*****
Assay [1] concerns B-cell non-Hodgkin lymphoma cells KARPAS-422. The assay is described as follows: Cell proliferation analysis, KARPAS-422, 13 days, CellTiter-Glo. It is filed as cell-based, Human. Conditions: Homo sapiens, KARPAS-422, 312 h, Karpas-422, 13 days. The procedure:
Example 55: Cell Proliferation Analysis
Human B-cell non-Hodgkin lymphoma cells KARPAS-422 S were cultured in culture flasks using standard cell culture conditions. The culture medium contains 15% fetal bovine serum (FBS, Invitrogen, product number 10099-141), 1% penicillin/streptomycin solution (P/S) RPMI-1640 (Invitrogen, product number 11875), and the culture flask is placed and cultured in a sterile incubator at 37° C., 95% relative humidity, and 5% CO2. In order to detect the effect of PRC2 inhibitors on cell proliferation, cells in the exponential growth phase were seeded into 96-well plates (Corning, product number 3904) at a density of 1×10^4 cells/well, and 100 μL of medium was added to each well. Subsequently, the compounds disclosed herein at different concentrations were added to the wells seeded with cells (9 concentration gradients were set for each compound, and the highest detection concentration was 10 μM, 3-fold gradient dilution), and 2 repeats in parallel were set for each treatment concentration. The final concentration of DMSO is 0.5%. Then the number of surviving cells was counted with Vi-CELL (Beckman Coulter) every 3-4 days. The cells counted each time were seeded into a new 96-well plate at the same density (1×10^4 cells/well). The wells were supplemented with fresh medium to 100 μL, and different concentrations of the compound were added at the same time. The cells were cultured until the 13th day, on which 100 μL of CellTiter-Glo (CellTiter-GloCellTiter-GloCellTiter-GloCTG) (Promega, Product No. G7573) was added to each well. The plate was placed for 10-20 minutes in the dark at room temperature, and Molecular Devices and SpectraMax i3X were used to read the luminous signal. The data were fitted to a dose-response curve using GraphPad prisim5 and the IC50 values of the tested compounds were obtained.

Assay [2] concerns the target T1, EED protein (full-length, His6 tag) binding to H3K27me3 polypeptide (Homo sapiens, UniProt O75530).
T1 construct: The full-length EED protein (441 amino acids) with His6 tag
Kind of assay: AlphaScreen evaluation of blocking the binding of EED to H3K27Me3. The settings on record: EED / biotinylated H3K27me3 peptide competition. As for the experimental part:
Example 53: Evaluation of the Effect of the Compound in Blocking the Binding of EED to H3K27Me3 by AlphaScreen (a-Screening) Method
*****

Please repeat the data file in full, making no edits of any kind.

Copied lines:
Assay [1] concerns B-cell non-Hodgkin lymphoma cells KARPAS-422. The assay is described as follows: Cell proliferation analysis, KARPAS-422, 13 days, CellTiter-Glo. It is filed as cell-based, Human. Conditions: Homo sapiens, KARPAS-422, 312 h, Karpas-422, 13 days. The procedure:
Example 55: Cell Proliferation Analysis
Human B-cell non-Hodgkin lymphoma cells KARPAS-422 S were cultured in culture flasks using standard cell culture conditions. The culture medium contains 15% fetal bovine serum (FBS, Invitrogen, product number 10099-141), 1% penicillin/streptomycin solution (P/S) RPMI-1640 (Invitrogen, product number 11875), and the culture flask is placed and cultured in a sterile incubator at 37° C., 95% relative humidity, and 5% CO2. In order to detect the effect of PRC2 inhibitors on cell proliferation, cells in the exponential growth phase were seeded into 96-well plates (Corning, product number 3904) at a density of 1×10^4 cells/well, and 100 μL of medium was added to each well. Subsequently, the compounds disclosed herein at different concentrations were added to the wells seeded with cells (9 concentration gradients were set for each compound, and the highest detection concentration was 10 μM, 3-fold gradient dilution), and 2 repeats in parallel were set for each treatment concentration. The final concentration of DMSO is 0.5%. Then the number of surviving cells was counted with Vi-CELL (Beckman Coulter) every 3-4 days. The cells counted each time were seeded into a new 96-well plate at the same density (1×10^4 cells/well). The wells were supplemented with fresh medium to 100 μL, and different concentrations of the compound were added at the same time. The cells were cultured until the 13th day, on which 100 μL of CellTiter-Glo (CellTiter-GloCellTiter-GloCellTiter-GloCTG) (Promega, Product No. G7573) was added to each well. The plate was placed for 10-20 minutes in the dark at room temperature, and Molecular Devices and SpectraMax i3X were used to read the luminous signal. The data were fitted to a dose-response curve using GraphPad prisim5 and the IC50 values of the tested compounds were obtained.

Assay [2] concerns the target T1, EED protein (full-length, His6 tag) binding to H3K27me3 polypeptide (Homo sapiens, UniProt O75530).
T1 construct: The full-length EED protein (441 amino acids) with His6 tag
Kind of assay: AlphaScreen evaluation of blocking the binding of EED to H3K27Me3. The settings on record: EED / biotinylated H3K27me3 peptide competition. As for the experimental part:
Example 53: Evaluation of the Effect of the Compound in Blocking the Binding of EED to H3K27Me3 by AlphaScreen (a-Screening) Method